The Madrid Program offers courses that provide credit toward Stanford graduation and most classes also count toward an undergraduate major. Students must enroll in a minimum of twelve units from the courses offered through the program (local university courses are not included). For a list of all classes and information on which ones earn departmental credit or fulfill General Education Requirements, students should consult the BOSP course database or Axess.Top of page

Cultural Events and Trips

The cultural events and trips offered by the Madrid program are carefully chosen to facilitate insertion into the Spanish culture and language. All students enroll in the 1-Credit Course “Introduction to Spanish Culture”. This course sets the tone for the program and helps synthesize in-class theory with real-world experiences. In addition to reading previously selected texts, students participate in two study trips and a variety of cultural events throughout the quarter.

In organizing the study trips, the program has decided to look at 6 main historical/territorial areas of Spain. Two of the six areas will be visited each quarter: Cantabria-León and Basque Country in autumn, Andalucía and Extremadura in winter, and Catalonia and Galicia in spring.

The program begins with a week-long orientation trip which not only provides an introduction to many important aspects of Spanish language, art and culture, but also allows for a relaxed, informal atmosphere in which students can discover how quickly cultural and linguistic skills improve in a non-English speaking environment.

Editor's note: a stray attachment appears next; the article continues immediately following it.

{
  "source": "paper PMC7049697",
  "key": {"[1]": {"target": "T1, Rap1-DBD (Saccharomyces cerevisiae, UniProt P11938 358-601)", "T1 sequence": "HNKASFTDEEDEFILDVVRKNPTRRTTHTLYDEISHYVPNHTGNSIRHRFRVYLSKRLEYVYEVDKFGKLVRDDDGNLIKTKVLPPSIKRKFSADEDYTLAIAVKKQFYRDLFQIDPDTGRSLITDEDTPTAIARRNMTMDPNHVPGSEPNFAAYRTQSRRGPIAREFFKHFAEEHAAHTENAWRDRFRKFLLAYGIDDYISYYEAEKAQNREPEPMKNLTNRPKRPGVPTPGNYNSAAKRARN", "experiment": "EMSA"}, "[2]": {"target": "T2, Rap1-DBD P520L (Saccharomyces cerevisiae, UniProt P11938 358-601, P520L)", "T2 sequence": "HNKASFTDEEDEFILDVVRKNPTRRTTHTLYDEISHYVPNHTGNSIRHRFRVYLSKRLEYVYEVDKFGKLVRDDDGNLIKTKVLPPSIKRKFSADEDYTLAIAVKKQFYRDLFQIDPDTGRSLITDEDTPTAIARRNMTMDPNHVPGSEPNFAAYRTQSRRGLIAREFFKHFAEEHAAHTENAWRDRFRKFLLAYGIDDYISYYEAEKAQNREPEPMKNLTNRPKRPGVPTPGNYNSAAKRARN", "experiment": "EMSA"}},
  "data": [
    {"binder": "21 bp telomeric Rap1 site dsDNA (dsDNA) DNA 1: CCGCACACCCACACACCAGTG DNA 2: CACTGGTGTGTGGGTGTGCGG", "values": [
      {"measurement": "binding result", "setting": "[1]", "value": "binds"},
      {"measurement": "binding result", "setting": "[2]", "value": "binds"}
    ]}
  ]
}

The second study trip, a three-day visit to a second area of Spain, takes place during the second half of the quarter. While shorter than the orientation trip, the nature and purpose of this second trip is similar to the first. As students have gained both linguistic and cultural competency, this trip allows for a more in-depth study and comparison with previously visited areas.

Throughout the semester the program offers a range of cultural events, some formally planned well in advance and others small and impromptu- often selected to highlight local events, festivals, and fairs. In addition to two group dinners, the program also plans a group outing. This may be a flamenco show, a Zarzuela performance, a soccer match, or a play at a local theatre. The staff also carefully chooses local events and invites small groups to attend. These informal outings allow for more individualized attention and, due to the range of options, seek to respond to the varied interests of Stanford students. Additionally, many courses include local “field-trips” or, if appropriate, a longer trip outside of the city. In the past, course trips have included visits to local museums, literary tours of the city, theatre performances, and a weekend trip to walk a small section of the Camino de Santiago (The Way of St. James).

Given the brief time allotted for the program (ten weeks) the goal is to provide students with a broad and varied introduction to Spain, such that linguistic and cultural competency are improved and students are better equipped to continue further study on an independent basis. The Madrid staff encourages students to arrange their own excursions throughout Spain and underlines the value of focusing their travels during their time abroad.